Since it’s often disputed date of inception in the Bronx, New York, Hip Hop has been an art rooted in counter cultural expression. The music of Black youth serving as a sonic and visual tapestry of marginalized life in America captures the joy, pain, and complexity of a people seeking not only to be seen and heard but also understood. This understanding can be stark, gripping, and reflective, providing insight into the intricate dynamics of black communities. In the beginning, Hip Hop was built on the breakbeats of James Brown and funk then it matured into an expression of the street documenting the reality of American inner cities, a world often hidden and ignored by mainstream media. By the late 80’s and early 90’s, the genre firmly established itself as a viable commercial vehicle in popular culture, and it could no longer be brushed aside and considered a fad. It was now a political tool, one in which the subgenre of Gangsta Rap began to frighten the masses (middle America, Washington DC to be specific) due to artists such as Schooly D, NWA, Ice T and others depicting the horrors of gang violence and murder on record. The amount of death and bloodshed in the lyrics of these songs rivaled the gore in Freddy Kruger and Jason movies, revealing a strange correlation between human pain and suffering and artistic expression. Although Gangsta Rap wasn’t the first violent expression in rap, the evolution of darkness in Hip Hop gave birth to a new subgenre, “Horrorcore”.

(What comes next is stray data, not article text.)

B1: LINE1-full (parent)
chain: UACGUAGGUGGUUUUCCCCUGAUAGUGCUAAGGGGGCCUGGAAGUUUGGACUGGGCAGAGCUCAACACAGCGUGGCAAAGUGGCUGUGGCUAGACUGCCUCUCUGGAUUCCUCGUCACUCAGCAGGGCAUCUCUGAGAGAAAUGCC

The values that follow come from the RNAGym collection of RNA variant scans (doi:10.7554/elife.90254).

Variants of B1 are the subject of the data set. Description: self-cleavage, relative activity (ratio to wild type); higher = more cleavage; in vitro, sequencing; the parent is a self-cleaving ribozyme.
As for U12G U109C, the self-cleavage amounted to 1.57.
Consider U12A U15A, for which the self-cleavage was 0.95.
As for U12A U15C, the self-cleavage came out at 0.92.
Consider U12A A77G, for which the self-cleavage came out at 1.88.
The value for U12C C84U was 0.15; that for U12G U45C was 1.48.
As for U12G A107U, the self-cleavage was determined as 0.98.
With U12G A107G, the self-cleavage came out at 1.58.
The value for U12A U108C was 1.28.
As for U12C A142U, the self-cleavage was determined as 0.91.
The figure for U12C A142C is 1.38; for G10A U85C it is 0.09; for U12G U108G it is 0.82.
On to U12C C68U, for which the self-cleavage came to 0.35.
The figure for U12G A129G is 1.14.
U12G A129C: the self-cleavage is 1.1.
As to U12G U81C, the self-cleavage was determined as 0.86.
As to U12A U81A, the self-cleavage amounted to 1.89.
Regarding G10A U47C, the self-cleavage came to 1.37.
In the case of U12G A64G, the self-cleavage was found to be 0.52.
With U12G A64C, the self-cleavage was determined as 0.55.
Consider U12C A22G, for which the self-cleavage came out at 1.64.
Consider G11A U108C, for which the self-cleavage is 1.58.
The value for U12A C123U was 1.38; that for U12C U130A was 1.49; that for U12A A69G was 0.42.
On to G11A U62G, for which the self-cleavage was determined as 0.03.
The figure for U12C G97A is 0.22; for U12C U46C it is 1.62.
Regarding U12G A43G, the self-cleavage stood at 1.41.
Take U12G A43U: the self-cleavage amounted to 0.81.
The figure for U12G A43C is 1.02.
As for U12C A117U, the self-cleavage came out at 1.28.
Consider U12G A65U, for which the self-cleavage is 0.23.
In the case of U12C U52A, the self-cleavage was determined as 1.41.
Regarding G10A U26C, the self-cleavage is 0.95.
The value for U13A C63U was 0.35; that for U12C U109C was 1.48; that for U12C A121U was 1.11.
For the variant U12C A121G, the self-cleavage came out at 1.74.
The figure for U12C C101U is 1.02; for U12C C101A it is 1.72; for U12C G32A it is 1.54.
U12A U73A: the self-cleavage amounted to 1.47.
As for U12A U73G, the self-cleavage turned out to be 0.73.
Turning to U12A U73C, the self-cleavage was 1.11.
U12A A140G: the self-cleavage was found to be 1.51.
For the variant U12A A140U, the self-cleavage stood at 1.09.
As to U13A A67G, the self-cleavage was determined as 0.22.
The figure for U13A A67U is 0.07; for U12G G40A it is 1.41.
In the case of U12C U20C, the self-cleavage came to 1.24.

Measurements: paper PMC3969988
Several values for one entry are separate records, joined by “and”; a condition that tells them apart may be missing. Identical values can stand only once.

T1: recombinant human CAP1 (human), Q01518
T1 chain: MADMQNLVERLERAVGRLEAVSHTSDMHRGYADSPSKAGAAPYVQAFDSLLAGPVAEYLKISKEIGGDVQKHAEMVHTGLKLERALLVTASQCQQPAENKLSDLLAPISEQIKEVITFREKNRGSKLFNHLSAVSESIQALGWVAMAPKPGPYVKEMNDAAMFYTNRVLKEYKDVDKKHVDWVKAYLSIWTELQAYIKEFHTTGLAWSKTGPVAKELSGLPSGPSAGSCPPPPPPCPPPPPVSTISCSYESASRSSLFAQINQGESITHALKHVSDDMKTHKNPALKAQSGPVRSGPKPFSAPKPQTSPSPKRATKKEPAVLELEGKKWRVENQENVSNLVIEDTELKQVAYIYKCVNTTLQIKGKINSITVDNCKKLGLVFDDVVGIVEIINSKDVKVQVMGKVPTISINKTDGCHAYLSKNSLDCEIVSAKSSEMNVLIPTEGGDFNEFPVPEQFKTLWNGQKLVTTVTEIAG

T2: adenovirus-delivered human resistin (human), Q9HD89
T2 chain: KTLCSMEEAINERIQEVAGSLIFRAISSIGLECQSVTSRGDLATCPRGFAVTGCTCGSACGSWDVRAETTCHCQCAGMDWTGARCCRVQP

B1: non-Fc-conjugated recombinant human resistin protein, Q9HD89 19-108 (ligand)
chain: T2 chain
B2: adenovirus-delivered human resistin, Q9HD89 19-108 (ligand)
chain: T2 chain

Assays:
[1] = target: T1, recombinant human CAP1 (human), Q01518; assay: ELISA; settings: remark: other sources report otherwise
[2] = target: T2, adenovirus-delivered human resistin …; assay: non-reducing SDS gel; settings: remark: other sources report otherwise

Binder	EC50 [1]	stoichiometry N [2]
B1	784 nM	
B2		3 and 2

The Birth of Horrorcore and Hip Hop’s Alfred Hitchcock